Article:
by Orli Harari
J'lem court rules on petition over UN's illegal construction and invasion of state land in Armon Hanatziv neighborhood.
Regavim Armon Hanatziv
A petition submitted by the Regavim organization in March 2017 revealed that the UN had committed a large number of building offenses in the Armon Hanatziv compound and that it had invaded acres of state land beyond the area allocated to it by the State of Israel.
After the submission of the petition, the state admitted that extensive building offenses had indeed been committed and that it would conduct diplomatic negotiations to formulate a coordination mechanism regarding the UN building plans in the area.
The state's updated announcement said this week that "the diplomatic contacts are taking a long time, so that the coordination mechanism that the parties are working on has not yet been formulated," but the talks are held "to the satisfaction of the state."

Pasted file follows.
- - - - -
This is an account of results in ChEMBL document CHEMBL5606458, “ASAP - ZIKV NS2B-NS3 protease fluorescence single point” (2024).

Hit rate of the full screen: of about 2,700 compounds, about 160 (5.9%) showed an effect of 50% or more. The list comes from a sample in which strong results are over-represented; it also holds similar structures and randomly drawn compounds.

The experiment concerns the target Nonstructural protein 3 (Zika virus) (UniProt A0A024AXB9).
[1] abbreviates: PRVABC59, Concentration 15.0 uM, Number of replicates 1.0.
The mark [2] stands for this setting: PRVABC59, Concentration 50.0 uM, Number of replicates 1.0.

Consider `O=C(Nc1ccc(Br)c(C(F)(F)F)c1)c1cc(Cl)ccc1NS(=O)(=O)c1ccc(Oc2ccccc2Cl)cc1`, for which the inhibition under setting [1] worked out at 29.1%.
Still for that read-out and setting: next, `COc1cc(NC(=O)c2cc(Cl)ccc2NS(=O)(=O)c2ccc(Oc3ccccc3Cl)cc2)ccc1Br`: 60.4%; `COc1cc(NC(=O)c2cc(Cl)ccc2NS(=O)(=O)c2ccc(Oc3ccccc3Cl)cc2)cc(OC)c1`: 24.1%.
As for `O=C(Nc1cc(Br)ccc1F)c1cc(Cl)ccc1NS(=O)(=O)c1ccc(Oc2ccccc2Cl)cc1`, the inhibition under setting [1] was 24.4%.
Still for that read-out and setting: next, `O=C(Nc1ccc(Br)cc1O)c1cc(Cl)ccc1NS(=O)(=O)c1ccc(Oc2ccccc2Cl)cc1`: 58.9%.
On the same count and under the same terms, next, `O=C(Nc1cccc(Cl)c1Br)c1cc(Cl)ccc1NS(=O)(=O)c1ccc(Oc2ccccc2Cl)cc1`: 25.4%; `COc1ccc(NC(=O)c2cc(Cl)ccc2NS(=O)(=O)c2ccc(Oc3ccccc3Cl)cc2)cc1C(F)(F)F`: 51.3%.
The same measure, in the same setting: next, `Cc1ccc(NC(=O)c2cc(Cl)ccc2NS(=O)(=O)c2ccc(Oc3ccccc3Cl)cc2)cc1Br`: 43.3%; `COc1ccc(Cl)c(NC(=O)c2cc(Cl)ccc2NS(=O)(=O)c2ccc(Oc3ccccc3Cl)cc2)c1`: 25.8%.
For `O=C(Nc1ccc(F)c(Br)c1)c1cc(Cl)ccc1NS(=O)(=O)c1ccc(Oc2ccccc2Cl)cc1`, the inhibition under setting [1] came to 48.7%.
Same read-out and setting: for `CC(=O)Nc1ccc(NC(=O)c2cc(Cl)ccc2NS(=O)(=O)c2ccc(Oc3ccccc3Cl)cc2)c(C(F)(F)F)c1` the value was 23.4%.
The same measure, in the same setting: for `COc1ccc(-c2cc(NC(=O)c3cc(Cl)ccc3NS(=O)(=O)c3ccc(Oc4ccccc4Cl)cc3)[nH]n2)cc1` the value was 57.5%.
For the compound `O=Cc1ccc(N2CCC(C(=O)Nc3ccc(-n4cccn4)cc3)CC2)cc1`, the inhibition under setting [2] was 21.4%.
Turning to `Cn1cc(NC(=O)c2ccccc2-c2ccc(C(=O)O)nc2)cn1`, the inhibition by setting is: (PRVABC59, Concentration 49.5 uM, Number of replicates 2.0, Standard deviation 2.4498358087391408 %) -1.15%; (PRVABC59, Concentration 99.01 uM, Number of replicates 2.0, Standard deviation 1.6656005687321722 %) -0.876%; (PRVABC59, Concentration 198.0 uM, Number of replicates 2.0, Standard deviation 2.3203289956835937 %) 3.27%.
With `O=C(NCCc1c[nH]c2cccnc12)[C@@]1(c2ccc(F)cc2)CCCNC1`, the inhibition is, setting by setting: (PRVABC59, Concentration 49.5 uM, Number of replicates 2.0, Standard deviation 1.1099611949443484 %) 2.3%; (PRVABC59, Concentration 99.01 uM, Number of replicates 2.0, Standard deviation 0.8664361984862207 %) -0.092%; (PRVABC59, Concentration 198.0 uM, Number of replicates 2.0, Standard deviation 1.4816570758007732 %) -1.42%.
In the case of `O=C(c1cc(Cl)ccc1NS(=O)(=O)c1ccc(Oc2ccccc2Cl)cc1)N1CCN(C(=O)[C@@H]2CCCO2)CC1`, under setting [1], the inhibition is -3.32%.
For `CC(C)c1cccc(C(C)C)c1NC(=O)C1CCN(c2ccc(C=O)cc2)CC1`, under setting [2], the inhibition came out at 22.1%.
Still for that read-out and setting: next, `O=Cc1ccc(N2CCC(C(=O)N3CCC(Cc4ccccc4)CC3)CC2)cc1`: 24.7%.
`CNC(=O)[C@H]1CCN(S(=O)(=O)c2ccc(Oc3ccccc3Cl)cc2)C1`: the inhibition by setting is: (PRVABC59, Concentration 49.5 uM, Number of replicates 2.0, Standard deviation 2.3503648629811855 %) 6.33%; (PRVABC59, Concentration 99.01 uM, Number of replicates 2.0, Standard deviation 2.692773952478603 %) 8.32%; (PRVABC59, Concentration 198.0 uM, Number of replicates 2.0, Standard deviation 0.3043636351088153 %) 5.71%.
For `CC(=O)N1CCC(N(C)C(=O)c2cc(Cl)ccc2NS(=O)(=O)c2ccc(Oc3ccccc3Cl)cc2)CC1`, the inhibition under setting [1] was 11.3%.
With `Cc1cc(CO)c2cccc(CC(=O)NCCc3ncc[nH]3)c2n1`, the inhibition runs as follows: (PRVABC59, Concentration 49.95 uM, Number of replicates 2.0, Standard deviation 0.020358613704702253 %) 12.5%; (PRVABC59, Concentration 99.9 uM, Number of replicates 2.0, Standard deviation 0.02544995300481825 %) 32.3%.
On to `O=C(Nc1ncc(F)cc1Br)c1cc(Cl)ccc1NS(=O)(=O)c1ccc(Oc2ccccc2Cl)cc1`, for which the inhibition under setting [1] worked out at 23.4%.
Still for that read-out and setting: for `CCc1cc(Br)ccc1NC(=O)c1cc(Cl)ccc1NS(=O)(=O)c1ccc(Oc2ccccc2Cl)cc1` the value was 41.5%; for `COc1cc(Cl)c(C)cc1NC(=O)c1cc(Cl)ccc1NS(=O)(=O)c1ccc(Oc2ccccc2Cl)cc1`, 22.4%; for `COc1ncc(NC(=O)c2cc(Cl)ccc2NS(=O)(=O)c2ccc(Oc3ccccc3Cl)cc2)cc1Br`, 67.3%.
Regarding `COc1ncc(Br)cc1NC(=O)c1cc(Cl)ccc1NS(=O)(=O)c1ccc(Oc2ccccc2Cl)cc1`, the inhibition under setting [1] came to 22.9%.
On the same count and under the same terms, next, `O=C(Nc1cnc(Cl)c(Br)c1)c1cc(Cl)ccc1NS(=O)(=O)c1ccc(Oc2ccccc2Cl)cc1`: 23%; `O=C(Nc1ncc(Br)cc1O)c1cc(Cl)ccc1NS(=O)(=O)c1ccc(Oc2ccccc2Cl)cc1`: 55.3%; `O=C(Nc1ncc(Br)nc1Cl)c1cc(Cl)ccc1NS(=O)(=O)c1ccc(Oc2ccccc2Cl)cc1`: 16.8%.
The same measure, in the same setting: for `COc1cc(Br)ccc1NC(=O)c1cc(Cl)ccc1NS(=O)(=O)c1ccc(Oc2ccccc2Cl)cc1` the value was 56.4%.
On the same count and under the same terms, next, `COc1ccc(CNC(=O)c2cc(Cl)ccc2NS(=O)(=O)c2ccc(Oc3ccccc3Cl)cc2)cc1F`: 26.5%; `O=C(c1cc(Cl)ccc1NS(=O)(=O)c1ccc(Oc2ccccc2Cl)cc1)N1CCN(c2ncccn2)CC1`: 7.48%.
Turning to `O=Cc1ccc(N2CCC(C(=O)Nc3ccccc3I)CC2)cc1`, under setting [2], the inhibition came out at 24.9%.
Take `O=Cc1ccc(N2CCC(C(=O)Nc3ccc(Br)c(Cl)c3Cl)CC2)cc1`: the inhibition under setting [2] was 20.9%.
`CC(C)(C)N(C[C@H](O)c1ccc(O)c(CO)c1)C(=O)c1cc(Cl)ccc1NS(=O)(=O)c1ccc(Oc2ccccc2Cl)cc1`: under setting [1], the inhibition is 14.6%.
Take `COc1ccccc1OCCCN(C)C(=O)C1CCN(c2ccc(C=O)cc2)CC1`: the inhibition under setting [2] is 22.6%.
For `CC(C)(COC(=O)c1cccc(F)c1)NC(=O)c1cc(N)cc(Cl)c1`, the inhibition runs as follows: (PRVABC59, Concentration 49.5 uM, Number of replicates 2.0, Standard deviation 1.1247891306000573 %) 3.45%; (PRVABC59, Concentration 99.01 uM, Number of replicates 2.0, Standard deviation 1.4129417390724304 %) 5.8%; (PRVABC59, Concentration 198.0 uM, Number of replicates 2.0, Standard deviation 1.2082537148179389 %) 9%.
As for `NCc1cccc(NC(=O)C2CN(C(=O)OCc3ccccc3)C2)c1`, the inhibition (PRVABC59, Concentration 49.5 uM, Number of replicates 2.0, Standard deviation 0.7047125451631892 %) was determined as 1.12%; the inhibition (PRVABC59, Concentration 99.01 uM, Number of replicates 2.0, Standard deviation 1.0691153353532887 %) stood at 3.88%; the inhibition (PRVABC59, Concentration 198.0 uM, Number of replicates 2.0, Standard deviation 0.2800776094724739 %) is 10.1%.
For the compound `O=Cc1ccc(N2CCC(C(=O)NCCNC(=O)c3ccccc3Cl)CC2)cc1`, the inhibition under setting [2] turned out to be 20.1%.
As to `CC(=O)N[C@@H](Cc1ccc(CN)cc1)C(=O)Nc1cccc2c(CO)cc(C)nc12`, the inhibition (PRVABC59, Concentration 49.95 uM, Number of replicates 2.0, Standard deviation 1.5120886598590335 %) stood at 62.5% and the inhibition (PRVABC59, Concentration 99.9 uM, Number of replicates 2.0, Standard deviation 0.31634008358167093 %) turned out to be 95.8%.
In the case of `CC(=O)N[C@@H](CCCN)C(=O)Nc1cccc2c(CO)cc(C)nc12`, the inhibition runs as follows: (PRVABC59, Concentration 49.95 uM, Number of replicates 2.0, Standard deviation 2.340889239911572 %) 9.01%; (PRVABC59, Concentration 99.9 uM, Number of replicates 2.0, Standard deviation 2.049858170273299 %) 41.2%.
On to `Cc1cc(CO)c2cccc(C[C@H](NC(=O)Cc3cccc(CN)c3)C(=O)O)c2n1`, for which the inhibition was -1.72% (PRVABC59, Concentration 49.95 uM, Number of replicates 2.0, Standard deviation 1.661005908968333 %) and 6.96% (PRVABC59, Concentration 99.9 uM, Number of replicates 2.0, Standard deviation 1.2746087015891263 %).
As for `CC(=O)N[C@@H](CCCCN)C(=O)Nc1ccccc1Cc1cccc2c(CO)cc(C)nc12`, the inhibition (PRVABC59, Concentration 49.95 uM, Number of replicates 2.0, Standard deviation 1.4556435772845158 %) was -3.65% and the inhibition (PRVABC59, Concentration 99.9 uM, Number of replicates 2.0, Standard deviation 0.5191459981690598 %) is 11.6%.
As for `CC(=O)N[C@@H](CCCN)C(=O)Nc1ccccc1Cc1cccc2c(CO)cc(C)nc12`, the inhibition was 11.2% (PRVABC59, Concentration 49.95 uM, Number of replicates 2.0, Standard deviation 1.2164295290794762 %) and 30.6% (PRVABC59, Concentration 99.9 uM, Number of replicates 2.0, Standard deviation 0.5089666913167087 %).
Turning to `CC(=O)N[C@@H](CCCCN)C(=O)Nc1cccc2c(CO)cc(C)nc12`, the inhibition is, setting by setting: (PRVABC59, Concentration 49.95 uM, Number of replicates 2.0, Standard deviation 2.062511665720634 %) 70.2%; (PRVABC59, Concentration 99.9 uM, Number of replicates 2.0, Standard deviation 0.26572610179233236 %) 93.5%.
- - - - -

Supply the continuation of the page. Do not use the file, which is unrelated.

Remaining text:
The Regavim movement noted that the diplomatic contacts began more than a year ago, and the end is nowhere in sight, indicating that the parties are not close to agreements.
Judge Oded Shaham accepted the state's update and ordered that another update regarding the contacts be given in November. Until then, the UN will not begin any new work on the site.
Regavim welcomed the decision. "The diplomatic immunity of the UN does not allow it to violate the laws of the host country," says Attorney Avi Segal of the Regavim organization. "Until the petition was filed, the UN did what it pleased with blatant disrespect for the State of Israel and its law. The court established this week in its decision that there will be no construction in the compound without the consent of the State of Israel. The issue of the invasion by the UN of an additional 30 dunam [7.4 acres] of land in the compound, beyond what the State of Israel allocated, will also be discussed separately. "
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